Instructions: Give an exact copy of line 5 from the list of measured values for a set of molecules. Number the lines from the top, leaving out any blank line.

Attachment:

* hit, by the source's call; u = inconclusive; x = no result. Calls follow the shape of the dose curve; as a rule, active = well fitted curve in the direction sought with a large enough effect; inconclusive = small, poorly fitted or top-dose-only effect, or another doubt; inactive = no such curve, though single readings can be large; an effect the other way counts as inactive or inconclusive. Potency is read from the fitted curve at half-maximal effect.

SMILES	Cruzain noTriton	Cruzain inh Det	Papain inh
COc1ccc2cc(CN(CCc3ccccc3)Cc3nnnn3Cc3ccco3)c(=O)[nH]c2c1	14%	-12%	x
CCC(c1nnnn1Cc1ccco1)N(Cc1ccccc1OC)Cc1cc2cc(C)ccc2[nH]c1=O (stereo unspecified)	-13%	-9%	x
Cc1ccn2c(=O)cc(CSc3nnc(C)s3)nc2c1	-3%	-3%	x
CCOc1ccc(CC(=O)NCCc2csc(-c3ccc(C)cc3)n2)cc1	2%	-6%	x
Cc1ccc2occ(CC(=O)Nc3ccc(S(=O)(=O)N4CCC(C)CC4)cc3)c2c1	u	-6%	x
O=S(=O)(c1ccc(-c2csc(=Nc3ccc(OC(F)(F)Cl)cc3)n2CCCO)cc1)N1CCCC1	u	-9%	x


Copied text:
Cc1ccn2c(=O)cc(CSc3nnc(C)s3)nc2c1	-3%	-3%	x